Michelangelo rarely signed his works and left behind no formal self-portraits, but he occasionally hid stylized depictions of his face in his paintings and sculptures. The most famous of these secret self-portraits is found in his 1541 Sistine Chapel fresco “The Last Judgment,” in which St. Bartholomew is shown holding a piece of flayed skin whose face appears to be that of the artist. Michelangelo also portrayed himself as Saint Nicodemus in his so-called Florentine Pieta, and art historians have suggested he may be depicted in a crowd scene in his fresco “The Crucifixion of St. Peter.”
6. He designed military fortifications for the city of Florence.
In 1527, the citizens of Michelangelo’s native Florence expelled the ruling Medici family and installed a republican government. Despite being in the employ of the Medici Pope Clement VII, Michelangelo backed the republican cause and was appointed director of the city’s fortifications. He took the job seriously, making extensive sketches for lookout bastions and even traveling to nearby towns to study their defensive walls. His designs later proved a significant obstacle when the Pope’s forces arrived to reclaim the city, and Florence survived 10 months under siege before finally falling in August 1530. Michelangelo could have easily been executed as a traitor, but Clement VII forgave him for his role in the rebellion and even immediately re-hired him. The artist’s position in Medici-ruled Florence remained tenuous, however, and when the Pope died in 1534, Michelangelo fled the city for Rome, never to return.
7. He was an accomplished poet.
Michelangelo is best known as a visual artist, yet in his day he was also a respected man of letters. He produced several hundred sonnets and madrigals over his career, often jotting down stray lines of verse as he hammered away at statues in his workshop. Michelangelo’s poetry makes use of extensive wordplay, and touches on everything from sex and aging to his overactive bladder (he bemoans a “drippy duct compelling me awake too early”). While none of these works was formally published in his lifetime, they circulated widely among Rome’s 16th-century literati, and composers even set some of them to music.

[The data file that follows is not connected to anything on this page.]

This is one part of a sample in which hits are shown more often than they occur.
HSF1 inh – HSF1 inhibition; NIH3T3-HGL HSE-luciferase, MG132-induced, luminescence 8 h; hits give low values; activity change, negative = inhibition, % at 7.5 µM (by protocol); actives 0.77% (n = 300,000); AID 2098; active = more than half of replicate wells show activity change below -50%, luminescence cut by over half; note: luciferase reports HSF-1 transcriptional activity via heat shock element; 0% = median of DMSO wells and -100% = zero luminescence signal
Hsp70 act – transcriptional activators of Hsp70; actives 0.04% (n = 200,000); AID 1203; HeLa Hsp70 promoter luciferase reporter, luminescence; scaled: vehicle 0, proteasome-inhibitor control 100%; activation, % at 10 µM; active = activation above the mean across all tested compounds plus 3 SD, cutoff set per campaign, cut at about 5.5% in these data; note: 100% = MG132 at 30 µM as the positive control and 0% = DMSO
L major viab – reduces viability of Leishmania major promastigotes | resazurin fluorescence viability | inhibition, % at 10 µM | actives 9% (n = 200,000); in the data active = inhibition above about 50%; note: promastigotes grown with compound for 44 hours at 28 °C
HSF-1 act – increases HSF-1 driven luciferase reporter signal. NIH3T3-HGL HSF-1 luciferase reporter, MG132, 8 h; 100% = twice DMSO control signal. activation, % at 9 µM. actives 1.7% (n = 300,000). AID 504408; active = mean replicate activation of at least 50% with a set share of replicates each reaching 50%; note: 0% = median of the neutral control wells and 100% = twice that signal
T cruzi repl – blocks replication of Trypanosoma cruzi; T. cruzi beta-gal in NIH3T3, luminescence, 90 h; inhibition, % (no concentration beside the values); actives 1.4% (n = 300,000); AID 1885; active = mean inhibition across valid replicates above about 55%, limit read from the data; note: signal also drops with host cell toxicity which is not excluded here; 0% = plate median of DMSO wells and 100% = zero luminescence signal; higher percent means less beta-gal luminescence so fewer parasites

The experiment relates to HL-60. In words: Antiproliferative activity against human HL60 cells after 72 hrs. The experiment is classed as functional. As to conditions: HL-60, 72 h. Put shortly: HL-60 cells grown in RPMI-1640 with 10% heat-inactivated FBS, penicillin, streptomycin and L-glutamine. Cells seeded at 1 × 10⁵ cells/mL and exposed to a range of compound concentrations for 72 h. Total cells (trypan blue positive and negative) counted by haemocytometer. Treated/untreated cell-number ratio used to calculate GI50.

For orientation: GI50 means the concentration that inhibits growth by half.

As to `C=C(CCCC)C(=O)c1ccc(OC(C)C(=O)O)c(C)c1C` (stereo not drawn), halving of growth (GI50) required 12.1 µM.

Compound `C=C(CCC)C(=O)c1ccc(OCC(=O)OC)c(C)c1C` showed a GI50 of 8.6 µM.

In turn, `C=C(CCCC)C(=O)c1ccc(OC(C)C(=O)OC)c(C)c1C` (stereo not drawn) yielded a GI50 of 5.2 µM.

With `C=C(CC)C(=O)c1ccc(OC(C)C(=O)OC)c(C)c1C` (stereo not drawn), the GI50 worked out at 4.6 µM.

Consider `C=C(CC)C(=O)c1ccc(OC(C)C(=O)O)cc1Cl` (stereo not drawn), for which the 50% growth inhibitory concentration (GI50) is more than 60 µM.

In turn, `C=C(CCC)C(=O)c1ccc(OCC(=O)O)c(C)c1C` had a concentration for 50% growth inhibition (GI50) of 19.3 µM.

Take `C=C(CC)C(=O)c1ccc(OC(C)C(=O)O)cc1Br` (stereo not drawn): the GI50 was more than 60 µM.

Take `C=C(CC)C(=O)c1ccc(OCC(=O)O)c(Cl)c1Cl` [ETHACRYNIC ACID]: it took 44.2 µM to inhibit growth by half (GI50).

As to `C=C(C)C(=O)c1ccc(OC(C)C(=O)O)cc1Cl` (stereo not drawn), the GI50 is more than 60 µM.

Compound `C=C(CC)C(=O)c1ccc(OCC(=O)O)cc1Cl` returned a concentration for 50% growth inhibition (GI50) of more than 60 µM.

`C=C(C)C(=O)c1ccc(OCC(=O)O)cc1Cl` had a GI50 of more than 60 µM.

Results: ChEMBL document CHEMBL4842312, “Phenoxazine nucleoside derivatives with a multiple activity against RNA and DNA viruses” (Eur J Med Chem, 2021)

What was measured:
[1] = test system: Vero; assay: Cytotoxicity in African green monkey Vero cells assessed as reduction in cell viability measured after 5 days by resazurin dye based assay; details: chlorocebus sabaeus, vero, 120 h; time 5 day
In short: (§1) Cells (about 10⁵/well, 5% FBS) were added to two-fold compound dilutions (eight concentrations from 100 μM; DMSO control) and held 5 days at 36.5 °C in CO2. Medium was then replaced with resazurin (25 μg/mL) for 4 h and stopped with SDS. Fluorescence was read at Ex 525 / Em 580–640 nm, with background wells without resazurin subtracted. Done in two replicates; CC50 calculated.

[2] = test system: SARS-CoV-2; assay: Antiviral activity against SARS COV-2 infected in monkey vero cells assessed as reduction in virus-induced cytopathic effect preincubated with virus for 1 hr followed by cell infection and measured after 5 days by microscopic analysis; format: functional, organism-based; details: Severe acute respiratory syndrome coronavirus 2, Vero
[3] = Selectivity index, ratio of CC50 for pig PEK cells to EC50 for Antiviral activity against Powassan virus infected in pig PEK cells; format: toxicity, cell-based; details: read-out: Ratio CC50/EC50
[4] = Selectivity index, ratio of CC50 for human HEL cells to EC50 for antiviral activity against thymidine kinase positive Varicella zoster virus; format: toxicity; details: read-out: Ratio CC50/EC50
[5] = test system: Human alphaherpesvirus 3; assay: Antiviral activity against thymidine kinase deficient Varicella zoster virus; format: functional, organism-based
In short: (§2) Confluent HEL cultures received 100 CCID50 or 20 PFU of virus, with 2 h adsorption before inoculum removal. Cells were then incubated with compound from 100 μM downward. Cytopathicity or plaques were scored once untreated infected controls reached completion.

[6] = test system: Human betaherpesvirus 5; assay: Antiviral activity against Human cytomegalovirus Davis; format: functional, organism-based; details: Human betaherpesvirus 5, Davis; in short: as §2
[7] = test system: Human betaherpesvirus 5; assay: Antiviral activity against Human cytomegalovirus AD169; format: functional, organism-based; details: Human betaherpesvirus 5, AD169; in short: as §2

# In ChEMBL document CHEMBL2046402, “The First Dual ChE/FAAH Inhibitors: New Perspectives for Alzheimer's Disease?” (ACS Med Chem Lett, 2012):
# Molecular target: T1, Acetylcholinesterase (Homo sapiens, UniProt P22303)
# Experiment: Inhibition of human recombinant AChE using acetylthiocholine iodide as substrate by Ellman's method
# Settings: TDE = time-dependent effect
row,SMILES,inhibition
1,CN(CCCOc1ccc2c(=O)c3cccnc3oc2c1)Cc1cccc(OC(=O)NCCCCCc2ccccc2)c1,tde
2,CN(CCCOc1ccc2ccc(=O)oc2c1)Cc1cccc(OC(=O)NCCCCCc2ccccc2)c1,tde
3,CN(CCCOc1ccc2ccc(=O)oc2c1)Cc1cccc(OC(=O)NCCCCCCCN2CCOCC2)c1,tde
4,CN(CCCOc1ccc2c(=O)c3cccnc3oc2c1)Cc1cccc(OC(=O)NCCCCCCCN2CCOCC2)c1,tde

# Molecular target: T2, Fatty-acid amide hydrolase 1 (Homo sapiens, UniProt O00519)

8. He kept working until the week he died.
Michelangelo spent most of his golden years overseeing the construction of St. Peter’s Basilica in the Vatican. Even after he became too weak to go to the work site regularly, he still supervised the job from home by sending drawings and designs to trusted foremen. Sculpture remained Michelangelo’s true love, however, and he continued chiseling away in his home studio until the very end. Only days before he died at the age of 88, he was still working on the so-called “Rondanini Pieta,” which depicts Jesus in the Virgin Mary’s arms.
9. Two of his most famous works have been victims of vandalism.
In 1972, a mentally unstable geologist named Laszlo Toth hopped a guardrail at St. Peter’s Basilica and took a hammer to Michelangelo’s “Pieta.” The attack broke off Madonna’s nose and forearm as well as part of her eyelid and veil. Restoration crews later recovered dozens of bits of marble from the priceless statue, including one mailed to the Vatican by a guilty American tourist who had picked it up during the commotion. It took 10 months of repair before the “Pieta” was finally put on display again—this time behind a layer of protective glass. A similar fate later befell the “David” in 1991, when a chisel-wielding vandal hammered off part of a toe on its left foot.